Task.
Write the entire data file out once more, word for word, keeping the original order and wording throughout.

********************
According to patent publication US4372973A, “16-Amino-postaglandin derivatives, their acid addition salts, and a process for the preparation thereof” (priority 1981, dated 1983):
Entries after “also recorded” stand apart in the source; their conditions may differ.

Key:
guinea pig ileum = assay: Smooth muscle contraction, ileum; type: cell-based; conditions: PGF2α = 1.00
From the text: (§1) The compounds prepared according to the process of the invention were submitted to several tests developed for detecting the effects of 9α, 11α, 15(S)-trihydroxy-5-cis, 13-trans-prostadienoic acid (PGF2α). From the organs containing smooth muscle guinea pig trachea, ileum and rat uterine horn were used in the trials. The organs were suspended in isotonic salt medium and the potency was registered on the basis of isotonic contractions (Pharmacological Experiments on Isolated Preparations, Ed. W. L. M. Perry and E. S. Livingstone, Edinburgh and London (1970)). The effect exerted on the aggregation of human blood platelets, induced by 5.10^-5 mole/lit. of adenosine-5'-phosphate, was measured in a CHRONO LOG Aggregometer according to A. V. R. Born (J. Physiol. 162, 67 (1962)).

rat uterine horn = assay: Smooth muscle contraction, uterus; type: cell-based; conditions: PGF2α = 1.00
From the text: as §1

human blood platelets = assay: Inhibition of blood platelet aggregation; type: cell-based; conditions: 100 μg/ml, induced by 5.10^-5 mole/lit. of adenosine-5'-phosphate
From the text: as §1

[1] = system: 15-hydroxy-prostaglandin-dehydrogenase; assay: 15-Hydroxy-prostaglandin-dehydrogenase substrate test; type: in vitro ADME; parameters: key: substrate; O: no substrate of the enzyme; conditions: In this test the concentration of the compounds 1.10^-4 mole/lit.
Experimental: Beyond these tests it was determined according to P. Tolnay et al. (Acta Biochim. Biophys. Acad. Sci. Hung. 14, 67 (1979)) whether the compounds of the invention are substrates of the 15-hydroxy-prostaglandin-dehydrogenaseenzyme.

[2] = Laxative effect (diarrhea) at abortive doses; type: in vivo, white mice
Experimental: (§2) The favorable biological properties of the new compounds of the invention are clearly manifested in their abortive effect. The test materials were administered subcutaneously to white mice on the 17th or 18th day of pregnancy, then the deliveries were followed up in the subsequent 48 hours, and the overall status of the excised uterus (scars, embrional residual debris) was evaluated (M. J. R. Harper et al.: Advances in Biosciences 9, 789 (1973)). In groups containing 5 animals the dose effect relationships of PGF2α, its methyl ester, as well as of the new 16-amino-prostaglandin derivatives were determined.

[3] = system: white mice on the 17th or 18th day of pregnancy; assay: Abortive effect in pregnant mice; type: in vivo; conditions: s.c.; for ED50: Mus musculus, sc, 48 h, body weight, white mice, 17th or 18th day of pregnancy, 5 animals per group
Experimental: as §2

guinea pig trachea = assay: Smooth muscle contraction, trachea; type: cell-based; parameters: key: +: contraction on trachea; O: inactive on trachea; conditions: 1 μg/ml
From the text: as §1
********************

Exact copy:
According to patent publication US4372973A, “16-Amino-postaglandin derivatives, their acid addition salts, and a process for the preparation thereof” (priority 1981, dated 1983):
Entries after “also recorded” stand apart in the source; their conditions may differ.

Key:
guinea pig ileum = assay: Smooth muscle contraction, ileum; type: cell-based; conditions: PGF2α = 1.00
From the text: (§1) The compounds prepared according to the process of the invention were submitted to several tests developed for detecting the effects of 9α, 11α, 15(S)-trihydroxy-5-cis, 13-trans-prostadienoic acid (PGF2α). From the organs containing smooth muscle guinea pig trachea, ileum and rat uterine horn were used in the trials. The organs were suspended in isotonic salt medium and the potency was registered on the basis of isotonic contractions (Pharmacological Experiments on Isolated Preparations, Ed. W. L. M. Perry and E. S. Livingstone, Edinburgh and London (1970)). The effect exerted on the aggregation of human blood platelets, induced by 5.10^-5 mole/lit. of adenosine-5'-phosphate, was measured in a CHRONO LOG Aggregometer according to A. V. R. Born (J. Physiol. 162, 67 (1962)).

rat uterine horn = assay: Smooth muscle contraction, uterus; type: cell-based; conditions: PGF2α = 1.00
From the text: as §1

human blood platelets = assay: Inhibition of blood platelet aggregation; type: cell-based; conditions: 100 μg/ml, induced by 5.10^-5 mole/lit. of adenosine-5'-phosphate
From the text: as §1

[1] = system: 15-hydroxy-prostaglandin-dehydrogenase; assay: 15-Hydroxy-prostaglandin-dehydrogenase substrate test; type: in vitro ADME; parameters: key: substrate; O: no substrate of the enzyme; conditions: In this test the concentration of the compounds 1.10^-4 mole/lit.
Experimental: Beyond these tests it was determined according to P. Tolnay et al. (Acta Biochim. Biophys. Acad. Sci. Hung. 14, 67 (1979)) whether the compounds of the invention are substrates of the 15-hydroxy-prostaglandin-dehydrogenaseenzyme.

[2] = Laxative effect (diarrhea) at abortive doses; type: in vivo, white mice
Experimental: (§2) The favorable biological properties of the new compounds of the invention are clearly manifested in their abortive effect. The test materials were administered subcutaneously to white mice on the 17th or 18th day of pregnancy, then the deliveries were followed up in the subsequent 48 hours, and the overall status of the excised uterus (scars, embrional residual debris) was evaluated (M. J. R. Harper et al.: Advances in Biosciences 9, 789 (1973)). In groups containing 5 animals the dose effect relationships of PGF2α, its methyl ester, as well as of the new 16-amino-prostaglandin derivatives were determined.

[3] = system: white mice on the 17th or 18th day of pregnancy; assay: Abortive effect in pregnant mice; type: in vivo; conditions: s.c.; for ED50: Mus musculus, sc, 48 h, body weight, white mice, 17th or 18th day of pregnancy, 5 animals per group
Experimental: as §2

guinea pig trachea = assay: Smooth muscle contraction, trachea; type: cell-based; parameters: key: +: contraction on trachea; O: inactive on trachea; conditions: 1 μg/ml
From the text: as §1